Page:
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Re: Suggestion for NEW Issue: Pipelining problems

From: Mark Nottingham <mnot@mnot.net>
Date: Mon, 3 Mar 2008 13:25:22 +1100
Cc: HTTP Working Group <ietf-http-wg@w3.org>
Message-Id: <C2E5C229-FB7E-476A-BCB1-16B1551E1A1E@mnot.net>
To: Adrian Chadd <adrian@creative.net.au>


On 28/02/2008, at 12:53 PM, Adrian Chadd wrote:

>
> I'm interested in this, purely to try and write a "standards  
> compliant" pipeline
> support for a future Squid version rather than hacking up something  
> local
> with (lots of) heuristics.
>
> I'd really be interested in a pipeline negotiation procedure to tag  
> a peer
> or connection as correctly implementing 'standards' pipelining.

Doing that could be within our charter, certainly, but I've already  
seen some pushback against that from others (see previous thread and  
respond to those objections as appropriate).

> If thats not possible (and its certainly outside the scope of your  
> post Mark)
> then I'd again be interested in a collaborative document outlining how
> pipelining is actually currently implemented in various servers/ 
> intermediaries/UAs
> rather than each trying their own implementation.

An implementation guide (or several guides, depending on how you want  
to split the audiences up) has come up several times in discussion. As  
with many things, I think everyone would like to see the output, but  
few have the spare time to devote to producing or reviewing it.

If someone wants to author it, please say so, and we can discuss how  
it would happen. Beyond resources, the only immediate concern I have  
is that doing so shouldn't distract from our chartered work  
(especially when it comes to reviewing BIS).

> (That, and I'm interested in SCTP too..)

As am I, but that *is* outside the scope of our charter...

Cheers,

>
>
>
>
> Adrian
>
> On Thu, Feb 28, 2008, Mark Nottingham wrote:
>>
>> There hasn't been any traffic on this thread for some time, and I
>> neglected to open an issue for it. See:
>> <http://www3.tools.ietf.org/wg/httpbis/trac/ticket/99 >.
>>
>> Based on the discussion so far, I think this is where we are WRT
>> pipelining:
>>
>> a) In the scope of HTTPBIS, the most we can do is insert some
>> implementation advice that pipelining may be incorrectly implemented
>> by origin servers and intermediaries (including "hidden"  
>> infrastructure)
>> b) However, we shouldn't deprecate it, as it is still useful (and
>> actively used) in some cases
>> c) "fixing" the pipelining problems may involve a new transport
>> protocol (see discussion of SCTP) or other mechanism, but is outside
>> the scope of HTTPBIS.
>>
>> To that end, I propose we add implementation advice as per (a) and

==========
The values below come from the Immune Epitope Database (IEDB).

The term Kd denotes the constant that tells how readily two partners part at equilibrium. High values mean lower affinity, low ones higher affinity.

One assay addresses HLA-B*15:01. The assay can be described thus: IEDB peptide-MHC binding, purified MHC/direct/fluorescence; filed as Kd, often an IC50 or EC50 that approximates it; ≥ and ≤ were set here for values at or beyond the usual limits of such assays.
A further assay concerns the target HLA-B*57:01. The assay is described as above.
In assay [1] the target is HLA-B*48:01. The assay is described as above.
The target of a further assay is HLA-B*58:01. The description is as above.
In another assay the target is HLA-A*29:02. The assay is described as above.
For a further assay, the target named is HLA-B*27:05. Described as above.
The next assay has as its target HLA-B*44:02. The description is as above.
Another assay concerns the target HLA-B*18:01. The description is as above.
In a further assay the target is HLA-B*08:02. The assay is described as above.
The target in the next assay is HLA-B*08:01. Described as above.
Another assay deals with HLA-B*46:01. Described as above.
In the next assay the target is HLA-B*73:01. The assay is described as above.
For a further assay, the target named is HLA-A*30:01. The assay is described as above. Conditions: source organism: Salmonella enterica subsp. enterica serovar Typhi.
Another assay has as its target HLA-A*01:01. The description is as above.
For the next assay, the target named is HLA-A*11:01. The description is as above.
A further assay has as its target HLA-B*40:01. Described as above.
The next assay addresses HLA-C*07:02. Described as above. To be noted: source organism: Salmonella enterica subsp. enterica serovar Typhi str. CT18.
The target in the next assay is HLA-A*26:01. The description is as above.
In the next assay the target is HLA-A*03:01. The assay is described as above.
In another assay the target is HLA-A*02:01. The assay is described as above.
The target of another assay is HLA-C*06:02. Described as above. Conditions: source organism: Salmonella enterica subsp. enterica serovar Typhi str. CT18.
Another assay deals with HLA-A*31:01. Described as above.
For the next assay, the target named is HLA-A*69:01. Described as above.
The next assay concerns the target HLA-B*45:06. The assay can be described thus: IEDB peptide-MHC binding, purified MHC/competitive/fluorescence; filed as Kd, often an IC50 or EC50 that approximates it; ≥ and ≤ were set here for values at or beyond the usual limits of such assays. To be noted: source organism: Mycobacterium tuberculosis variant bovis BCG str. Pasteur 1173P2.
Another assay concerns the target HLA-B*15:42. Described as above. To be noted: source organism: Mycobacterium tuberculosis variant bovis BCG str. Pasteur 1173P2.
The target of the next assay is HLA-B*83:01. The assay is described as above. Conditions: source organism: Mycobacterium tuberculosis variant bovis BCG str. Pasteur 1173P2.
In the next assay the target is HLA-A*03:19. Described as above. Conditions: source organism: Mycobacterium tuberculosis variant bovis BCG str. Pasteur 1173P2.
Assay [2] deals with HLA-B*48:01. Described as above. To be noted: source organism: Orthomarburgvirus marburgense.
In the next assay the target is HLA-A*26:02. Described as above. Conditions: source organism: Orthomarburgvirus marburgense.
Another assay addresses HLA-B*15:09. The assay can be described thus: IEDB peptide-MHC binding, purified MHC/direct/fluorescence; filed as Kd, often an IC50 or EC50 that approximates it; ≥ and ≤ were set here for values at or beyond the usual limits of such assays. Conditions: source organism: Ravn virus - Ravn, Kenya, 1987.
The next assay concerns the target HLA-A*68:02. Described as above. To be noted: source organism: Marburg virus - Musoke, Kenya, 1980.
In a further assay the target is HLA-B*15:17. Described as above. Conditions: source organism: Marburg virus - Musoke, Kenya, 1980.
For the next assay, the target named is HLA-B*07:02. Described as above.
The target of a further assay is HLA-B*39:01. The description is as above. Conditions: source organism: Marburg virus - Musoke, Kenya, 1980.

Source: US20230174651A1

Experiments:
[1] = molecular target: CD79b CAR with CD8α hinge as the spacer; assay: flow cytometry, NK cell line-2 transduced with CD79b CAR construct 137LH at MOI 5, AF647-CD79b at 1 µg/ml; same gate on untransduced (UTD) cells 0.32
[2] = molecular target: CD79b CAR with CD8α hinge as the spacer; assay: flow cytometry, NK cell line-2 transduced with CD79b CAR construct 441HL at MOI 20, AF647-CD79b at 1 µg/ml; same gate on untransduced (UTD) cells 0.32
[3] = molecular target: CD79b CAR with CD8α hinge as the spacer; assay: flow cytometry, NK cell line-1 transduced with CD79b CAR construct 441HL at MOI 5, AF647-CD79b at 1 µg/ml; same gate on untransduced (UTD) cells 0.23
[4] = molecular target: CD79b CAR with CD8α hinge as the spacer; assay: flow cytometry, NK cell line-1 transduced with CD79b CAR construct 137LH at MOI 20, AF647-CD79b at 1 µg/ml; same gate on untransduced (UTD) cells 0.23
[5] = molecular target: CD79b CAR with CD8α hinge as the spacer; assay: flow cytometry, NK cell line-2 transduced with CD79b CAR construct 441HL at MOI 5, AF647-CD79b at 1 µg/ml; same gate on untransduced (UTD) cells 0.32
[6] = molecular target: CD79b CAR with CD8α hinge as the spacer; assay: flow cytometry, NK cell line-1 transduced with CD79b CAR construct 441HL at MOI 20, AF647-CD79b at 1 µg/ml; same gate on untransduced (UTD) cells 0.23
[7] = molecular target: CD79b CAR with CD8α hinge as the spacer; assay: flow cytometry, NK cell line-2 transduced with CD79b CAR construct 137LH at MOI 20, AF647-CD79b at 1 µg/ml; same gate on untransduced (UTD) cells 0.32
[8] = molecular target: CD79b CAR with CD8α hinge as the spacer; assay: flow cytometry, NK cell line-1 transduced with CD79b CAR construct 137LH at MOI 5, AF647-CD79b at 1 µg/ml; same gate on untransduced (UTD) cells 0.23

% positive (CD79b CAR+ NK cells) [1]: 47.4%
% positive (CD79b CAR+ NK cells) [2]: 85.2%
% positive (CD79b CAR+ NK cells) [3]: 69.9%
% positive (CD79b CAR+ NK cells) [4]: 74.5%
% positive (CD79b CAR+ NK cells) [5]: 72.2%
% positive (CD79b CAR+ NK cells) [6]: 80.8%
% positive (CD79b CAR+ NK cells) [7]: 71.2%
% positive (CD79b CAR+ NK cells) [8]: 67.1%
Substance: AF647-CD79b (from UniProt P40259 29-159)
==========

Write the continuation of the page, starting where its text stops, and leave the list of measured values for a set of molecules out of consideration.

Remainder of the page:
>> close the issue. Thoughts?
>>
>> If that sounds reasonable to people, I can trawl the archives for
>> different issues that might be encountered as fodder for
>> implementation advice.
>>
>> Cheers,
>>
>>
>> On 09/08/2007, at 5:20 AM, Justin Erenkrantz wrote:
>>
>>>
>>> On 7/23/07, Roy T. Fielding <fielding@gbiv.com> wrote:
>>>> of the network.  Likewise, pipelining has huge benefits for
>>>> specialized HTTP services, such as Subversion (when it uses it)
>>>> and content management systems.
>>>
>>> ra_serf (optional in Subversion 1.4+ and using the serf client
>>> library) uses pipelining.
>>>
>>> The pipelining problems I've seen in the real-world are:
>>>
>>> - Not knowing how many requests this connection will be able to  
>>> serve.
>>> The default in httpd is 100 requests per connection, but
>>> svn.collab.net tuned it down to 10 - which caused all sort of fun  
>>> when
>>> testing ra_serf against Subversion's own repository.  I eventually  
>>> got
>>> them to up it back to the default.  serf tries to figure out the  
>>> limit
>>> heuristically (i.e. write as much as possible, then count how many
>>> responses we got before the connection closed - that'll be the limit
>>> going forward).
>>>
>>> - Lost responses are, sadly, real.  Later versions of httpd 2.0.x
>>> re-introduced a lingering close bug where it won't wait for the last
>>> packet to be written; this is fixed in 2.2.x, but have to be  
>>> accounted
>>> for.
>>>
>>> In general, what I settled upon is that serf remembers all in-flight
>>> requests so that if we don't get a response back we can re-send them
>>> if something happened (i.e. lost response or hitting the cap on the
>>> number of requests on that connection).  It's really the only  
>>> reliable
>>> mechanism for dealing with pipelined requests.
>>>
>>> Out of order pipelining would be nice for things like WebDAV, but a
>>> bigger problem is that the WebDAV protocol requires specific methods
>>> to be executed in lock-step using the results from the prior  
>>> response
>>> as input for the next request.  This is the largest protocol  
>>> headache
>>> I have with WebDAV at the moment.  Subversion would ideally like  
>>> to be
>>> able to use pipelining commits with WebDAV, but that'll likely  
>>> require
>>> us forking the protocol in some sense to let the underlying  
>>> methods be
>>> executed out-of-order as well.  -- justin
>>>
>>
>>
>> --
>> Mark Nottingham     http://www.mnot.net/
>>
>
> -- 
> - Xenion - http://www.xenion.com.au/ - VPS Hosting - Commercial  
> Squid Support -
> - $25/pm entry-level VPSes w/ capped bandwidth charges available in  
> WA -
>


--
Mark Nottingham     http://www.mnot.net/
Received on Monday, 3 March 2008 02:25:39 GMT

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